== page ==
Addition chaining is a method of computing a^{x} mod n
efficiently that is sometimes used in cryptographic systems. Instead
of performing a series of multiplications followed by a large
division, there are ways to minimize the size and number of
multiplications. Because the operations of multiplication and modulo
division are distributive, it is faster to take the modulus between
successive multiplications thus limiting the size of the operands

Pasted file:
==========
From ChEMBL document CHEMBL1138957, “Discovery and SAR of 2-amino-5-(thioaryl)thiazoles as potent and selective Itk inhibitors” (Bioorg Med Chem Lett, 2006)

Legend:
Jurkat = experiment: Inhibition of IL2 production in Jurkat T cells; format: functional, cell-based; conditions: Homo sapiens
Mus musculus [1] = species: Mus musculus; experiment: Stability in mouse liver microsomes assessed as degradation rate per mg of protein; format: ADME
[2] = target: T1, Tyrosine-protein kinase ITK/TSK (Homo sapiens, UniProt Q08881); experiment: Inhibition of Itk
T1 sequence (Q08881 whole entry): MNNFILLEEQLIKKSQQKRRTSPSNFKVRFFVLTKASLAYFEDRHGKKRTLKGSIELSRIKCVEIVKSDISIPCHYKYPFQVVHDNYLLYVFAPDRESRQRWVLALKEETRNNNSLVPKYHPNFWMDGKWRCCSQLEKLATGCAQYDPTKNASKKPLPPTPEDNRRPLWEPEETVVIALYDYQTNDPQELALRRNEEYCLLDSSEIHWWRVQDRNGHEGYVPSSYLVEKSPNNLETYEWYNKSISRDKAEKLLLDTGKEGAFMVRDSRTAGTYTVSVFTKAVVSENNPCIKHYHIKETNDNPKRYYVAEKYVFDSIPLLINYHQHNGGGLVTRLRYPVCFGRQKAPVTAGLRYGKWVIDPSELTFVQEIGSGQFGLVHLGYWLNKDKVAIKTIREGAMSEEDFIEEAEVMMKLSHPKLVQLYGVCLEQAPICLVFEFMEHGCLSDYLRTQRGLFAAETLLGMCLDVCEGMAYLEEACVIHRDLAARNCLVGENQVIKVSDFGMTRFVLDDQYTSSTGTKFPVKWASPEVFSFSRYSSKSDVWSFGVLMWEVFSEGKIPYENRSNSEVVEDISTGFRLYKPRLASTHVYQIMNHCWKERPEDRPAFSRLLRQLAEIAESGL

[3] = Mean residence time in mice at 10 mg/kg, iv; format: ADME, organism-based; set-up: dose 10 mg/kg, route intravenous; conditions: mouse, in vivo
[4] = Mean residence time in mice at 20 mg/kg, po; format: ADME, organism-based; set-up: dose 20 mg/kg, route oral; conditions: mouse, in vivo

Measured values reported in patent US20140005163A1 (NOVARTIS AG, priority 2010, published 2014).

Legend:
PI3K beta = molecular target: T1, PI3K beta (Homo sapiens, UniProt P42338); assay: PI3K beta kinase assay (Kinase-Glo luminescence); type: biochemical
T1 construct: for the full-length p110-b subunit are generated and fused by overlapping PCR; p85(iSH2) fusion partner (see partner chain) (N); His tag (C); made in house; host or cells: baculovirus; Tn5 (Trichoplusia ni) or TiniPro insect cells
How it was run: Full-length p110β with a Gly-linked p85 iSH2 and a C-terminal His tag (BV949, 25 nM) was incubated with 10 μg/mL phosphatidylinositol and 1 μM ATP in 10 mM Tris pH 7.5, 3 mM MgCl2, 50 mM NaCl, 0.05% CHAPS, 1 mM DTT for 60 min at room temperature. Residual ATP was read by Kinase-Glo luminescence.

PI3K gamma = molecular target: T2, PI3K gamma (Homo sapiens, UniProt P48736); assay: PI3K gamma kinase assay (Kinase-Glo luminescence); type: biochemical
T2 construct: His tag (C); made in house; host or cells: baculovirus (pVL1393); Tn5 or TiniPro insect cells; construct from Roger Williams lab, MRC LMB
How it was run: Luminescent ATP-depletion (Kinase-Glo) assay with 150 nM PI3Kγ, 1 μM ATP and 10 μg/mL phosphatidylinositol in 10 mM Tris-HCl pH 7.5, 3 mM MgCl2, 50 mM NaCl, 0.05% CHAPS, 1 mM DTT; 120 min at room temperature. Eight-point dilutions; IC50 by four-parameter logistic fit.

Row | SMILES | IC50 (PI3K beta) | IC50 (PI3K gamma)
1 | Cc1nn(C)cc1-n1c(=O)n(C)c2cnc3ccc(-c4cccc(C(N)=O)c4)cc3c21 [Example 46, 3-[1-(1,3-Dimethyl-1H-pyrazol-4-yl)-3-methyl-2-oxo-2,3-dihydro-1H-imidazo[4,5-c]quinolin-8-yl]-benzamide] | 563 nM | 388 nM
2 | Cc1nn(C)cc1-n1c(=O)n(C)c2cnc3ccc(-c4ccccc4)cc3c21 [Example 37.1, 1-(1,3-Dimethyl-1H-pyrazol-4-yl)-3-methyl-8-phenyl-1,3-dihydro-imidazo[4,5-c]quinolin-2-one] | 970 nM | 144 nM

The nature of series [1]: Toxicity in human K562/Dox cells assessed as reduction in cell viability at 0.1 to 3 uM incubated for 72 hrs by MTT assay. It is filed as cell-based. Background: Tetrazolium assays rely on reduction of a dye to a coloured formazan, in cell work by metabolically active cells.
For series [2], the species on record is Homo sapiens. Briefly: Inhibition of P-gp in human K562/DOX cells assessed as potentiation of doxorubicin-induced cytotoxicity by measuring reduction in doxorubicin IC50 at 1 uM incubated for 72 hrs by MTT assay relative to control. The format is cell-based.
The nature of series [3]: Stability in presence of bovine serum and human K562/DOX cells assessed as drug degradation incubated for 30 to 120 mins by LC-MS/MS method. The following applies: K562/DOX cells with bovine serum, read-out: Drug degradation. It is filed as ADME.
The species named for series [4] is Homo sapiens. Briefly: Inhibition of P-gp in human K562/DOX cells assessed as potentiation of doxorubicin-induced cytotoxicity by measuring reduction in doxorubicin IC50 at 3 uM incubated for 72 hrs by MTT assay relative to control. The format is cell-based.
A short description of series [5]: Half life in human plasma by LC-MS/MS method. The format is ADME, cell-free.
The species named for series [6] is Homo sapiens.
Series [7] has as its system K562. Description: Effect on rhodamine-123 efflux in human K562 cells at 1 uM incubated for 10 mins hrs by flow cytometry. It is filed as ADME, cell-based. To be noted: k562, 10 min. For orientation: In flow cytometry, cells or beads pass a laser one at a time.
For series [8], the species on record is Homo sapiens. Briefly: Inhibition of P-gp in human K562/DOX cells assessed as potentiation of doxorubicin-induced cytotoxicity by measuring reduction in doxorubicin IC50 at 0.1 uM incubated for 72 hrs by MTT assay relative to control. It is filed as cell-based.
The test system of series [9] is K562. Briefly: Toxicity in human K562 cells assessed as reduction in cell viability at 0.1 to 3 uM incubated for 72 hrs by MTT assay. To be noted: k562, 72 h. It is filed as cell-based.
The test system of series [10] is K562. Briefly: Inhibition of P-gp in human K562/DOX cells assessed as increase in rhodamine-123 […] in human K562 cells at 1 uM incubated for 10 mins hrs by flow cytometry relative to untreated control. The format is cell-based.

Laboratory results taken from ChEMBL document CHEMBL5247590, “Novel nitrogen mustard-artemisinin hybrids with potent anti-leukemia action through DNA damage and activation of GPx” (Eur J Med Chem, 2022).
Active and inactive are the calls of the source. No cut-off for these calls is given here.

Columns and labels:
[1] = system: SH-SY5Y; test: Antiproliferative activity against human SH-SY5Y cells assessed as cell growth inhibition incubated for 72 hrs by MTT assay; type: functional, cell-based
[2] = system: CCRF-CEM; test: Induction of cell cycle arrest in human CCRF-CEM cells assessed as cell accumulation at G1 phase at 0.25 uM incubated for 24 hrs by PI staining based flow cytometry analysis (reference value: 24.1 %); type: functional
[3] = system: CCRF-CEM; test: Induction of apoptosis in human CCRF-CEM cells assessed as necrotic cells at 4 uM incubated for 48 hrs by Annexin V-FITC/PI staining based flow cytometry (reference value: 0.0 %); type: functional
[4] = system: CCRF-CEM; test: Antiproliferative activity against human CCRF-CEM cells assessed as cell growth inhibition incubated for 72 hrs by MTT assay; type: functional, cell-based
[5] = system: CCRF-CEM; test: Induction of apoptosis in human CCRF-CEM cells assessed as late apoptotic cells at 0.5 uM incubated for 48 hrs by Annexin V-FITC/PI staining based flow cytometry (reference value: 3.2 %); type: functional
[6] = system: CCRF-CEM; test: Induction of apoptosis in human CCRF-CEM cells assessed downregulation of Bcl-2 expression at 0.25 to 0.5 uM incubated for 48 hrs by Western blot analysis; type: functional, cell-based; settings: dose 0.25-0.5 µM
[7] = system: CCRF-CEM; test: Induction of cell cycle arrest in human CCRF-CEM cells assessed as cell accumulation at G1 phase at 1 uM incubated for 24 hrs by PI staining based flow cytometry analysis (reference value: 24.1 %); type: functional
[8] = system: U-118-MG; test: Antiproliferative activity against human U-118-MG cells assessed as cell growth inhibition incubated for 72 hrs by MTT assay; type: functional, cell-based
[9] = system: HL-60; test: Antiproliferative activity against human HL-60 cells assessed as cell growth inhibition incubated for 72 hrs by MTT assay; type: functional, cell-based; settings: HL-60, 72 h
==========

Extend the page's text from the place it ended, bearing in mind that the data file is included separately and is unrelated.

being multiplied. For instance,
a^{8} mod n = ((a^{2} mod n)^{2} mod n)^{2} mod n
If x in a^{x} mod n is not a power of two then the binary
representation of x can be used.
a^{25} mod n = (a * a^{24}) mod n
But we also know that
a^{24} mod n = (a^{8} * a^{16}) mod n. a^{8}is
((a^{2})^{2})^{2} (a^{(23)}). Likewise
a^{16} = a^{(24)}.